French luxury house Hermès saw its sales in Mainland China rise 28 percent during the first six months of this year, according to brand CEO Patrick Thomas, and it seems like the brand will continue to enjoy a steady ascent.
“China is doing very well. The share of men’s and women’s products is gradually balancing out, and we would be recording stronger sales there if we were able to deliver more products, in particular leather goods,” Thomas said.
However, the luxury label is taking caution as it tries to balance its supply and demand – while Hermès would like to sell more, it also wants to maintain its exclusivity. “We must avoid the risk of trivializing the brand. Some brands are much too present in certain countries. If we have stores on every street corner, it’s not very good for our image,” he added.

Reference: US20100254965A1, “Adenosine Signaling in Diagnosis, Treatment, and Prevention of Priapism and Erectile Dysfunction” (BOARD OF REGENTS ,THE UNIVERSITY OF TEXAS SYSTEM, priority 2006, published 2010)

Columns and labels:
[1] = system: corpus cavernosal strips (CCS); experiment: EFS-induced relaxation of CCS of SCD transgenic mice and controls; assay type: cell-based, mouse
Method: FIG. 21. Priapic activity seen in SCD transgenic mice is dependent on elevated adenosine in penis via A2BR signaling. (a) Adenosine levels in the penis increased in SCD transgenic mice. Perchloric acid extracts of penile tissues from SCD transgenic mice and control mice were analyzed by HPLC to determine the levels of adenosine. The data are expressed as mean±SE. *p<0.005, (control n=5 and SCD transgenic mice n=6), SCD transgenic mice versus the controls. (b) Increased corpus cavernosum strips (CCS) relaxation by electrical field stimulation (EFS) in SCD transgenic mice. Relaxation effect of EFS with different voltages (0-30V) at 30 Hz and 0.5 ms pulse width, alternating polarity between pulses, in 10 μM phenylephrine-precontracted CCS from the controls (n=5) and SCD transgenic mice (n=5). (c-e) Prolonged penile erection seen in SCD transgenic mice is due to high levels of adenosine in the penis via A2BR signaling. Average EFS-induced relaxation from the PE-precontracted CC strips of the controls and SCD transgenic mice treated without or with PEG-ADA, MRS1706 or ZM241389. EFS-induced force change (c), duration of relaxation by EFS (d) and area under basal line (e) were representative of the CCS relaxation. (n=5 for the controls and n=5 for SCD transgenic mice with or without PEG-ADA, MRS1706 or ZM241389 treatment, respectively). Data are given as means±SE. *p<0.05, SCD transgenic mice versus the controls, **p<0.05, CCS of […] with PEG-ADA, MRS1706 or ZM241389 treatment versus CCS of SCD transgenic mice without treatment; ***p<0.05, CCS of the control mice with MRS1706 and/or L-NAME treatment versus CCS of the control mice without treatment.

The brand plans to expand globally rather than to inundate the Chinese market with new boutiques, though additional storefronts will gradually arrive in China – perhaps one or two a year. Hermès opened one store in Taiwan this year and plans to open another in Wuhan, China, during the fourth quarter.
Some new government policies, however, are also keeping Hermès from being as profitable as it would like to be, particularly, the new corporate tax policies as put in place by France’s President François Hollande. “We think the combination of these new taxes will cost us one percentage point in terms of profitability by the end of the year,” Thomas said.
However, the label remains sure of its ability to attract customers. Changes to its manufacturing locations will allow the capacity of its leather goods factories to increase 10 percent a year to help meet demands for handbags that often have long waiting lists. Within the next two years, the company plans to increase its silk-printing capabilities by 40 percent.
photo credit: hermès